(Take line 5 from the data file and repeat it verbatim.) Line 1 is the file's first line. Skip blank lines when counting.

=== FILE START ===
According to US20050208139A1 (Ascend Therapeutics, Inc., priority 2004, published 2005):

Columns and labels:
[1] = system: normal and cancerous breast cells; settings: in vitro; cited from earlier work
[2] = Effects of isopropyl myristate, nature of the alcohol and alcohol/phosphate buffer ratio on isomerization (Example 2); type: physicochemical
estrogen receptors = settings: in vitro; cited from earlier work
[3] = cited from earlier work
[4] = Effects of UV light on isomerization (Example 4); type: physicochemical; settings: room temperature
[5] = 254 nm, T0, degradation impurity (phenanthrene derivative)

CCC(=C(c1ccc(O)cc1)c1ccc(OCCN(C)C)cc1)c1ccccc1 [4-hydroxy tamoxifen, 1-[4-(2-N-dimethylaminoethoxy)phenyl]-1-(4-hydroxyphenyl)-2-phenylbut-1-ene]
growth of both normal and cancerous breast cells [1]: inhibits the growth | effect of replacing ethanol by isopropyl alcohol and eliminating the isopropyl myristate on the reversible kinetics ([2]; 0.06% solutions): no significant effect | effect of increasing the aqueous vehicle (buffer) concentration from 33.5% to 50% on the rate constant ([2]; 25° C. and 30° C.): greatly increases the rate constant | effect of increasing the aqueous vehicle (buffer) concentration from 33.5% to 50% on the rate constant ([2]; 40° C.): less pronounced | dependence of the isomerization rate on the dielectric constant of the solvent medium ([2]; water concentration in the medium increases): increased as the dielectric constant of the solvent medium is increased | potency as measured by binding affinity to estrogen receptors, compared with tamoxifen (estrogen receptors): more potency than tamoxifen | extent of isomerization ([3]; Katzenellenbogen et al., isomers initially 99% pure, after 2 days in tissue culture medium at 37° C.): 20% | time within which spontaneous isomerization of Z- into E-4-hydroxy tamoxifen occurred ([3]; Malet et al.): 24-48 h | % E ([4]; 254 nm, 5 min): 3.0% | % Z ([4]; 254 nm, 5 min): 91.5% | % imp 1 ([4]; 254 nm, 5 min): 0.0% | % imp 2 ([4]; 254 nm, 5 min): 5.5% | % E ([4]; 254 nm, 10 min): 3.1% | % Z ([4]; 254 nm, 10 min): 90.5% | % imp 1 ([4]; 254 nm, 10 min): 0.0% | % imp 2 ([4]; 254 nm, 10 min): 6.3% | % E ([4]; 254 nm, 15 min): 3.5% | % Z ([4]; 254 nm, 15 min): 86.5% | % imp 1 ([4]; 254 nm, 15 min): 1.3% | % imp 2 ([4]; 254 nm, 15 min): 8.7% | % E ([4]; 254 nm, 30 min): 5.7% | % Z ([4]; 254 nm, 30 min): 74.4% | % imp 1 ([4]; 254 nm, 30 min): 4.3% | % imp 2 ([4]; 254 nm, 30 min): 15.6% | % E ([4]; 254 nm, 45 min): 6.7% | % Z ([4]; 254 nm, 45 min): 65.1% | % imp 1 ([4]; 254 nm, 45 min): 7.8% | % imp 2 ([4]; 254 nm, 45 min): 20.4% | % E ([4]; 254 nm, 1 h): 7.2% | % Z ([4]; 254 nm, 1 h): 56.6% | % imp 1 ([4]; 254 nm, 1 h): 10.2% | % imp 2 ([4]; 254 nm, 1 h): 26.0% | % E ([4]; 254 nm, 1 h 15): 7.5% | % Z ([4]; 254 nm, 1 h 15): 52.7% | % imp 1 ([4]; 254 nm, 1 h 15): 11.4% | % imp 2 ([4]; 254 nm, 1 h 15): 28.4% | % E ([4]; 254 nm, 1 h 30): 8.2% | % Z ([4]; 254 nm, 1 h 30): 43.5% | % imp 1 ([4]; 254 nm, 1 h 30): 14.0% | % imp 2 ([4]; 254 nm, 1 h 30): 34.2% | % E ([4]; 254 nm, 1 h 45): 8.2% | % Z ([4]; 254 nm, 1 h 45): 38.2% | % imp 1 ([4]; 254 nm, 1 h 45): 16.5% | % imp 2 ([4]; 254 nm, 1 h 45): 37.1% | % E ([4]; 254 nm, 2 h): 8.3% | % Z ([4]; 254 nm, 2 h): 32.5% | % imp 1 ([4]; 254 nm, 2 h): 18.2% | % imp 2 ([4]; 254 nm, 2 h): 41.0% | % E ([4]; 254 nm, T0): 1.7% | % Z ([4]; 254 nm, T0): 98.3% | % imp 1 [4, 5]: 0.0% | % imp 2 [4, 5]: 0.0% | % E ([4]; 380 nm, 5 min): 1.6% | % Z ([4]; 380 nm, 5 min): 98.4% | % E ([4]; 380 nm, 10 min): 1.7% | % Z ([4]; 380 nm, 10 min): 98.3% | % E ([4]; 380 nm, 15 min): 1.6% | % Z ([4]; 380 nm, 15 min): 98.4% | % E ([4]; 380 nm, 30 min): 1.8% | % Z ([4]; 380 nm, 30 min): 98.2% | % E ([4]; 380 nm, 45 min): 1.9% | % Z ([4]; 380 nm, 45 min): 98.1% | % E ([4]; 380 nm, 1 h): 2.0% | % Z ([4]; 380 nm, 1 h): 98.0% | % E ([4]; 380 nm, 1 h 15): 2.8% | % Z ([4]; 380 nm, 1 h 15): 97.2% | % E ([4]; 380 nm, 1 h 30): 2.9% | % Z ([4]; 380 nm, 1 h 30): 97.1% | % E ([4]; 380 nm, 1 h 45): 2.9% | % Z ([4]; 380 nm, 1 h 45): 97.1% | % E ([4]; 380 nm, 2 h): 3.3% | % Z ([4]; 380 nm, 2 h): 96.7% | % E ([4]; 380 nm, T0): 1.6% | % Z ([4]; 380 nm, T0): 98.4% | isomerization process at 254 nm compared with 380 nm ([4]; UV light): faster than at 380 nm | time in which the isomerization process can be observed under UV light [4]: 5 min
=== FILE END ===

estrogen receptors = settings: in vitro; cited from earlier work